Experience tells us that once the Joint Parliamentary Committee (JPC) submits its report, the investigation into irregularities fizzles out. And although a scam investigation leads to some regulatory changes, key individuals invariably manage to get away unscathed. The Action Taken Report (ATR) released last week proves this. It also shows that regulators are increasingly confident that nobody will read the ATR and that members of Parliament are far too fragmented and biased to pursue their inaction, fudging and sleight of hand.
But let’s look at all that has been achieved in the last six months. The Securities and Exchange Board of India (Sebi) and the Department of Company Affairs (DCA) have initiated prosecution against brokers, vanishing companies, and companies owned by Ketan Parekh (KP) and Sebi has debarred scores of individuals and intermediaries from the capital market.
The DCA has shocked the corporate sector by going beyond the recommendations of the Naresh Chandra and other committees in trying to protect investors through the Companies Act (Amendment) Bill 2003. This has led to predictable yelps of protest from the corporate sector, but full marks to the DCA for its effort to cut the misuse of funds through subsidiaries, price manipulation etc. Also, like with the Sebi Act, violations of the Companies Act will lead to stiffer penalties and prison terms. What we need to see is whether DCA has the courage to complete investigations in time and actually punish powerful corporate offenders.
Having said that, the ATR 2003 is a strange document. It is an amalgam of reports submitted by different regulators and investigative agencies, without any effort by the finance ministry to evaluate their claims. All the regulators have simply glossed over the JPC’s indictment of their supervisory failure. While Sebi has at least agreed to investigate the role of its officials in the Calcutta Stock Exchange (CSE) payment crisis, the Reserve Bank of India (RBI) seems to think that its supervision is adequate and is not meant to detect deliberate fraud by bankers and intermediaries.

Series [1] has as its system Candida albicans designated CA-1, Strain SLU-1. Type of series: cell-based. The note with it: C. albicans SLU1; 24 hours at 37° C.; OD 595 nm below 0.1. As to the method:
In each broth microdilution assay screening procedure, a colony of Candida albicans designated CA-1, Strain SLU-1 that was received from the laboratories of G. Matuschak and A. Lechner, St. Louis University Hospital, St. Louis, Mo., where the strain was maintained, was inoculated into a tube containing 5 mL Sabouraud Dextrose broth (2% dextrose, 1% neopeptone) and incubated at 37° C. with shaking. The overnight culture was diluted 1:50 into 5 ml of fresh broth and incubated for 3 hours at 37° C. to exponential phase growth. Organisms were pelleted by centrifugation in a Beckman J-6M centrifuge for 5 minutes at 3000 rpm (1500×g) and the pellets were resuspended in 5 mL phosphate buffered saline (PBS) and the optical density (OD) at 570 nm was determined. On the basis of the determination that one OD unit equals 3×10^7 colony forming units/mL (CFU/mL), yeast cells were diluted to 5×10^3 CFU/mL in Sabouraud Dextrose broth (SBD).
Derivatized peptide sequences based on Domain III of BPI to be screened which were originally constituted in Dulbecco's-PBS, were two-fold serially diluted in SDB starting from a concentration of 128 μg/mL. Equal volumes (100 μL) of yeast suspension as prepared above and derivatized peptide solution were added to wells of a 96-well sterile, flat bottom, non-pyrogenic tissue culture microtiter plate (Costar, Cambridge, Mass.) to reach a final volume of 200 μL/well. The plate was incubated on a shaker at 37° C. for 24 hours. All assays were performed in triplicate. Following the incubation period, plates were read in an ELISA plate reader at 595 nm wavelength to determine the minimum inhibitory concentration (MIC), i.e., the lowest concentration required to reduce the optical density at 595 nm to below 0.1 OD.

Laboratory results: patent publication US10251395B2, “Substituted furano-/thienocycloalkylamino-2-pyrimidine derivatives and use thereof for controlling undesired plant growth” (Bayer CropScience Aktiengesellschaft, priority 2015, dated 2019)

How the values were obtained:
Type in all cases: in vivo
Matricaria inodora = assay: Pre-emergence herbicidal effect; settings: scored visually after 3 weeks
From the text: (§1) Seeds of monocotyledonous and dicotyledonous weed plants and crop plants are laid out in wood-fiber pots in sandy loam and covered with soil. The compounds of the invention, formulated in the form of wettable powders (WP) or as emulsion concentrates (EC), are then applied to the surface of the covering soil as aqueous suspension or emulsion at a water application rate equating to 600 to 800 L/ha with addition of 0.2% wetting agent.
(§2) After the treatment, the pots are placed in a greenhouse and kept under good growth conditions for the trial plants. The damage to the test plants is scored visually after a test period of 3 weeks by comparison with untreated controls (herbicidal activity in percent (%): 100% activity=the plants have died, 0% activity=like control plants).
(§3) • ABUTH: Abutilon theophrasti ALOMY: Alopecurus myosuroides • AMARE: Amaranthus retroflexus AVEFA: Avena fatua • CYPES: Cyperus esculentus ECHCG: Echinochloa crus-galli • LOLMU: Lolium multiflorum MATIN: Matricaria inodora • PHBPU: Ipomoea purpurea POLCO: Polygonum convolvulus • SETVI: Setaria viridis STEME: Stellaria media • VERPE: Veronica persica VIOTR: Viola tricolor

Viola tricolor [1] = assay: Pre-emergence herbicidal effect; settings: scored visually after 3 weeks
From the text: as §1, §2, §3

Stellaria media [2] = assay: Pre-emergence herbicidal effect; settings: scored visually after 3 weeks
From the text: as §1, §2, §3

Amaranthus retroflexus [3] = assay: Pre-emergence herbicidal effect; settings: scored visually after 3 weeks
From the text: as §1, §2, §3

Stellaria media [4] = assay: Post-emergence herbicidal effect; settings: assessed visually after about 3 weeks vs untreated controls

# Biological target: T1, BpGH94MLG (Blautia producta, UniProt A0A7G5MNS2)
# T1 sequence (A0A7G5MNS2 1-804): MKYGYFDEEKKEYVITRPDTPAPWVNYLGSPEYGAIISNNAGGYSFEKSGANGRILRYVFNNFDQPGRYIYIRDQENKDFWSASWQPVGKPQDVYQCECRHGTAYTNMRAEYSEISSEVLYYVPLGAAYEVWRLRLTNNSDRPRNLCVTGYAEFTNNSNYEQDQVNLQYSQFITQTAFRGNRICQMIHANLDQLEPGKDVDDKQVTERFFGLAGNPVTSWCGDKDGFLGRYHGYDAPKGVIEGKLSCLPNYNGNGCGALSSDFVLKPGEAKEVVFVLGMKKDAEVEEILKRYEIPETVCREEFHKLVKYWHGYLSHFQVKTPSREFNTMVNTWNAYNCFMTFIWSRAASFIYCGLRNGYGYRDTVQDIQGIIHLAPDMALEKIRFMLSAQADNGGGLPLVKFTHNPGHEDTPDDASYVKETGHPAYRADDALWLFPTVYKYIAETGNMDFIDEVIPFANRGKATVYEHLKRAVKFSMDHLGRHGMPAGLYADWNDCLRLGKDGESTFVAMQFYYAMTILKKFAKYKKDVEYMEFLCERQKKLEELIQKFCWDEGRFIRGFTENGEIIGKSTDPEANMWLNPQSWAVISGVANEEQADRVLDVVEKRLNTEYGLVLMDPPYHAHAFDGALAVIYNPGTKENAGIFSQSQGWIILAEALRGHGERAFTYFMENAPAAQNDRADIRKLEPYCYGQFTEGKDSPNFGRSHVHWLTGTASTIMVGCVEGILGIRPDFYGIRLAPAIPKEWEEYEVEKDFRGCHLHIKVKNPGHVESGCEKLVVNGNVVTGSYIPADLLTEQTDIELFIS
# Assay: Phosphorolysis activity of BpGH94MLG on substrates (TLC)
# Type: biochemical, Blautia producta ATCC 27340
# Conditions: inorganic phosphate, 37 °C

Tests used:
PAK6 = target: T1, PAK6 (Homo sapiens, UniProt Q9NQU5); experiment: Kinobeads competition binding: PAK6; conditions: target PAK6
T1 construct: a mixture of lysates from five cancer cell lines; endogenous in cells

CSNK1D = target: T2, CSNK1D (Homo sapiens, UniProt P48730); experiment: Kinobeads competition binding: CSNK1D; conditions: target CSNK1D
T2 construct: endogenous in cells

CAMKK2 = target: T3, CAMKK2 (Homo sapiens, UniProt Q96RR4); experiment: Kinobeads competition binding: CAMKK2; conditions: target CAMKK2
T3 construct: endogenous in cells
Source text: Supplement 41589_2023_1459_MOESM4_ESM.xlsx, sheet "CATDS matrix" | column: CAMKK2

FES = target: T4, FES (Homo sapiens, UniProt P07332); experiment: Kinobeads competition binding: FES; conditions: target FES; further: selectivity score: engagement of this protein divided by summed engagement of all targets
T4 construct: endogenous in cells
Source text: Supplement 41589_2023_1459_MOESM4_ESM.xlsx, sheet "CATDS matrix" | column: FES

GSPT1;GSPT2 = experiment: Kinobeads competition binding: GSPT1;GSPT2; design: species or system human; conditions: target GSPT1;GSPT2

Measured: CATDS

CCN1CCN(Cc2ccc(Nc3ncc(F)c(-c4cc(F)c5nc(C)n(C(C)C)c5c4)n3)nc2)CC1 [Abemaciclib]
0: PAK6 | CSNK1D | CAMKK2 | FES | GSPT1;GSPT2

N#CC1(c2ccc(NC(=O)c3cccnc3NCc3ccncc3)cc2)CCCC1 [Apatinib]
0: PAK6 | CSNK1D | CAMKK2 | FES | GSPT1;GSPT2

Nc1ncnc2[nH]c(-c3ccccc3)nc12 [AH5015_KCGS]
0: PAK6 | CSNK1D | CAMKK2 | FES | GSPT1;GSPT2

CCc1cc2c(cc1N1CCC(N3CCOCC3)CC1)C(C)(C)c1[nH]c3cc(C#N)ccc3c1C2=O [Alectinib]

It is glaringly obvious that the ATR takes its cue from the JPC, which avoided investigating the role of companies. Regulators have come up with remarkable explanations for letting off all companies that were in cahoots with KP, with the most brazen sleight of hand to avoid indicting companies comes from Sebi.
The JPC had recorded 15 companies and their promoters as ‘suspected’ of having links with KP or involved in price manipulation. They were: Zee Telefilms, Himachal Futuristic, Global Telesystems, Global Trust Bank, DSQ Group, Silverline Technologies, SSI Ltd, Satyam Computers, Aftek Infosys, Ranbaxy, Lupin Laboratories, Pentamedia Graphics, Shonkh Technologies, Padmini Technologies and Adani Exports. Sebi’s reports to the JPC mentioned Maars Technologies, Mascon Global, Mukta Arts, Tips Industries, Balaji Telefilms, Kopran, Nirma and the Cadilla group.
The JPC has said that it has “valid reasons to believe that corporate house-broker-bank-FII nexus played havoc in the Indian capital market for quite sometime now through fraudulent manipulations of prices at the cost of the small investors”. It also said that this issue was particularly significant because it had also figured in the JPC report of 1992. The ATR’s response is a bland — “Sebi is looking into the matter”.